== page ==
During the Cold War, the US and USSR engaged in a form of nuclear rivalry known as Mutually Assured Destruction (MAD). While the Cold War ended in 1991, nuclear weapons continue to threaten our common future. There are still 27,000 nuclear weapons in the world. Twelve thousand of these are deployed, and 3,500 are on hair-trigger alert, ready to be fired in moments. ---- In addition to their constant threat to destroy cities, countries and civilization, three aspects of nuclear policy that I most deplore are: first, they kill indiscriminately “ men, women and children, civilians and combatants" and are thus illegal under international law; second, because they are long-distance killing machines that target innocent people, they are cowardly weapons; and third, they undermine democracy by placing such enormous power to destroy in the hands of a single individual or small cabal.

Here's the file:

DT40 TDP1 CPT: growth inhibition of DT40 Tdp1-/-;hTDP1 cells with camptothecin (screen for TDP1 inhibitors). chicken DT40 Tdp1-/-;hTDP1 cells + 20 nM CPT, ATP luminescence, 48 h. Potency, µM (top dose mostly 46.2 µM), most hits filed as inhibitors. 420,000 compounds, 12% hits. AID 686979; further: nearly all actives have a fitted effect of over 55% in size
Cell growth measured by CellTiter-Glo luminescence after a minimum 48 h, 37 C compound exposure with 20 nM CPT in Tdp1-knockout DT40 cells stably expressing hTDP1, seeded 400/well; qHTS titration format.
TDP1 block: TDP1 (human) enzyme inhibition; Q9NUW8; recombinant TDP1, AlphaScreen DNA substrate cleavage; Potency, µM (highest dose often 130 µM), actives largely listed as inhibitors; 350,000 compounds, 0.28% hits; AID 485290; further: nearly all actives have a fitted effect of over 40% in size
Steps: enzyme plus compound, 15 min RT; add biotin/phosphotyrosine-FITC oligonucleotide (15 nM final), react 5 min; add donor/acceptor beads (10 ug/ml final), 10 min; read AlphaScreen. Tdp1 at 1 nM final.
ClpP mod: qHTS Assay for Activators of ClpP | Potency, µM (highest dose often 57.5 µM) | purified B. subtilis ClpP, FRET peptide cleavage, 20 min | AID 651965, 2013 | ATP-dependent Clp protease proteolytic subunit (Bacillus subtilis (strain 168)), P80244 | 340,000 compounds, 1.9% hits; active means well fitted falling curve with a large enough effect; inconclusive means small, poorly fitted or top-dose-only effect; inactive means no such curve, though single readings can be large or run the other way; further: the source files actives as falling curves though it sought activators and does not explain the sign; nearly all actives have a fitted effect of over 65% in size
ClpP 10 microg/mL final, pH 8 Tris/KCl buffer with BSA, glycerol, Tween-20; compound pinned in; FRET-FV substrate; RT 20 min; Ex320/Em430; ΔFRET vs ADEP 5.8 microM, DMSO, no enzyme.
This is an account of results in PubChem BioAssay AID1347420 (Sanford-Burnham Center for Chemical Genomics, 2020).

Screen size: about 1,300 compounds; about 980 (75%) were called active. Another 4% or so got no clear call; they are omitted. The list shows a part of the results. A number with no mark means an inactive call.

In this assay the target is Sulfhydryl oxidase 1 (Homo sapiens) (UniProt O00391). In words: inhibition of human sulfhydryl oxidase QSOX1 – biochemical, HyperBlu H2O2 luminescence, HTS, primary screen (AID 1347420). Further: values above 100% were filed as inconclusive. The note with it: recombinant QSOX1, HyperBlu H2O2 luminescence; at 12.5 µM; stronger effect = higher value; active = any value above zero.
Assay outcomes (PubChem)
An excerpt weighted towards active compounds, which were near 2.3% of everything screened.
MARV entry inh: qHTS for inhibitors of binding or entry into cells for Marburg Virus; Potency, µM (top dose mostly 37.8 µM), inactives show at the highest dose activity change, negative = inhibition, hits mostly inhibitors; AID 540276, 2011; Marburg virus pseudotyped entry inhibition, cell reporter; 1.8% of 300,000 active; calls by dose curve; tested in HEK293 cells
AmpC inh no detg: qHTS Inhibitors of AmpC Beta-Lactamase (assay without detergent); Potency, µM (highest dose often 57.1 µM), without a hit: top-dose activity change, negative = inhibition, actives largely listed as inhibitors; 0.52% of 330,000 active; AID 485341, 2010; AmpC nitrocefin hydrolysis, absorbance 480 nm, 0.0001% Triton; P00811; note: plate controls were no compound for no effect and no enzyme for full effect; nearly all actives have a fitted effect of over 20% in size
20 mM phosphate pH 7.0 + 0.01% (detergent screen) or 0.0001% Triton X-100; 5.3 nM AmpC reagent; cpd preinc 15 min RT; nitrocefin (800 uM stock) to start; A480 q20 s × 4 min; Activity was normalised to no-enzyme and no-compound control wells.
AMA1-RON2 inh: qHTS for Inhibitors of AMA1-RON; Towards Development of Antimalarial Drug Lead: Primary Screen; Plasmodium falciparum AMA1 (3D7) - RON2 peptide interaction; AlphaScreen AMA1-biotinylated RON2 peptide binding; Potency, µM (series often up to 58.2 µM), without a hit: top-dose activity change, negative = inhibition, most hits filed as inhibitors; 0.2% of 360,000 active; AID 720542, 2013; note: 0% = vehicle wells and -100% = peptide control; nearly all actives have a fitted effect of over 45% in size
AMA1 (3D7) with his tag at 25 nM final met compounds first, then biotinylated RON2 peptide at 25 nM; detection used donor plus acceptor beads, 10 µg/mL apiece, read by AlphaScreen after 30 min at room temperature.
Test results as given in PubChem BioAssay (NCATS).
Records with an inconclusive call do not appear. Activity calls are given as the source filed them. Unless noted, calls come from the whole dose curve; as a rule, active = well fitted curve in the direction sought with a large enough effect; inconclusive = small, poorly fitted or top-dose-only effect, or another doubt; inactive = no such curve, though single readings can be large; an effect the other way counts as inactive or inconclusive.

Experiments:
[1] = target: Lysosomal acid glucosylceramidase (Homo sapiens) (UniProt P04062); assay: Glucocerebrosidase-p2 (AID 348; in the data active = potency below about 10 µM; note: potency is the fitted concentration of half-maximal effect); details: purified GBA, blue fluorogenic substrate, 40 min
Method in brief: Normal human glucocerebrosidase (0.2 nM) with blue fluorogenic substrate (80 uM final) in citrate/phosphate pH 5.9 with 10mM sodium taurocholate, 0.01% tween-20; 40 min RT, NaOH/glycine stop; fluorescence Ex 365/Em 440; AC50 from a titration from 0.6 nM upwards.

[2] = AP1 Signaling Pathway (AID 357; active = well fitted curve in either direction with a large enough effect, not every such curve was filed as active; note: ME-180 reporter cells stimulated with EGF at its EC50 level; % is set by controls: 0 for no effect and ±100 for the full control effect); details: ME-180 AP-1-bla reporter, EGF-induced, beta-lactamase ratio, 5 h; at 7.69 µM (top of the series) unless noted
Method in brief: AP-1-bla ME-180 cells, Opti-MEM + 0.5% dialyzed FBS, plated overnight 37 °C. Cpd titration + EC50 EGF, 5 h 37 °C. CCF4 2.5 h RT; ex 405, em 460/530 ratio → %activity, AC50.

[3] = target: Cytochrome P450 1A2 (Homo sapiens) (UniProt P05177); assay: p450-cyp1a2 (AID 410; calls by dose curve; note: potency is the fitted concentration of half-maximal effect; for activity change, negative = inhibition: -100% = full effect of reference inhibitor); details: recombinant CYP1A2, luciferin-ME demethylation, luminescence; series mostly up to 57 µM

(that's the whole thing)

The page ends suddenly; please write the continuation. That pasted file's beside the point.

Source: SIXTY-TWO YEARS AFTER THE HIROSHIMA AND NAGASAKI BOMBINGS By David Krieger David Krieger is president of the Nuclear Age Peace Foundation (www.wagingpeace.org).